** The interventions described in this article are to be facilitated by board-certified music therapists (MT-BC) only.

There is a wide spectrum of diagnoses that fall under the category of mood and anxiety disorders. Mood disorders include diagnoses such as depression, cyclothymia, bipolar disorder, and seasonal affective disorder. This category of illness describes an ongoing disturbance in mood, including elevation, depression or mood swings. People with mood disorders commonly have co-morbid anxiety disorder diagnoses. Common anxiety disorders include generalized anxiety disorder, obsessive-compulsive disorder, panic disorder, social anxiety disorder, and specific phobia.

Music has proven to have significant effects on our physical and emotional states, whether we are conscious of it or not.

When music is deemed pleasurable, the brain increases its production of dopamine, a neurotransmitter released in response to rewards. Music can also prompt the re-experiencing of a memory, which is particularly important to induce in those with mood and anxiety disorders that have a history of trauma. This can be an effective and alternative means of treatment next to talk therapy or different brain-altering medications for some people. However, clients with mood and anxiety disorders should work with music therapists, who are certified clinicians who have studied and practiced music interventions to help clients reach individualized goals.

The American Music Therapy Association states, “Music therapy is the clinical and evidence-based use of music interventions to accomplish individualized goals within a therapeutic relationship.” Goals addressed in music therapy include pain management, emotional expression, and physical, cognitive and communication rehabilitation. Common populations for music therapists to work with include autism spectrum disorder, Alzheimer’s disease, Parkinson’s disease, intellectual disabilities, and mood and anxiety disorders. In each of these populations, different music therapy techniques can be implemented depending on the client’s needs.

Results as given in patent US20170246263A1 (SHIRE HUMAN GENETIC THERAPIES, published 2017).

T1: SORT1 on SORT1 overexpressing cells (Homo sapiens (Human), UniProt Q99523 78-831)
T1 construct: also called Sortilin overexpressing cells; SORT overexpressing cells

Songwriting and music therapy have separate benefits but can have even greater benefits when combined.

What is songwriting? Songwriting is a creative activity that helps persons express a range of ideas and feelings. Songwriting can address personal, group, and global issues. The benefits of songwriting include self-expression, stress relief, a means of interpreting difficult circumstances and overcoming challenges. Songwriting can be a recreational or therapeutic activity. For some people, it can even be the subject of their college degree or source of income.

Songwriting in music therapy looks a little bit different, but addresses many of the same goals and then some. It also looks different when it is clinically facilitated versus when songs are written for enjoyment. Ficken (1976) and Schmidt (1983) recommend the cloze procedure (fill-in-the-blank) for songwriting because it provides structure in a nonthreatening way and can be done on an individual or group basis.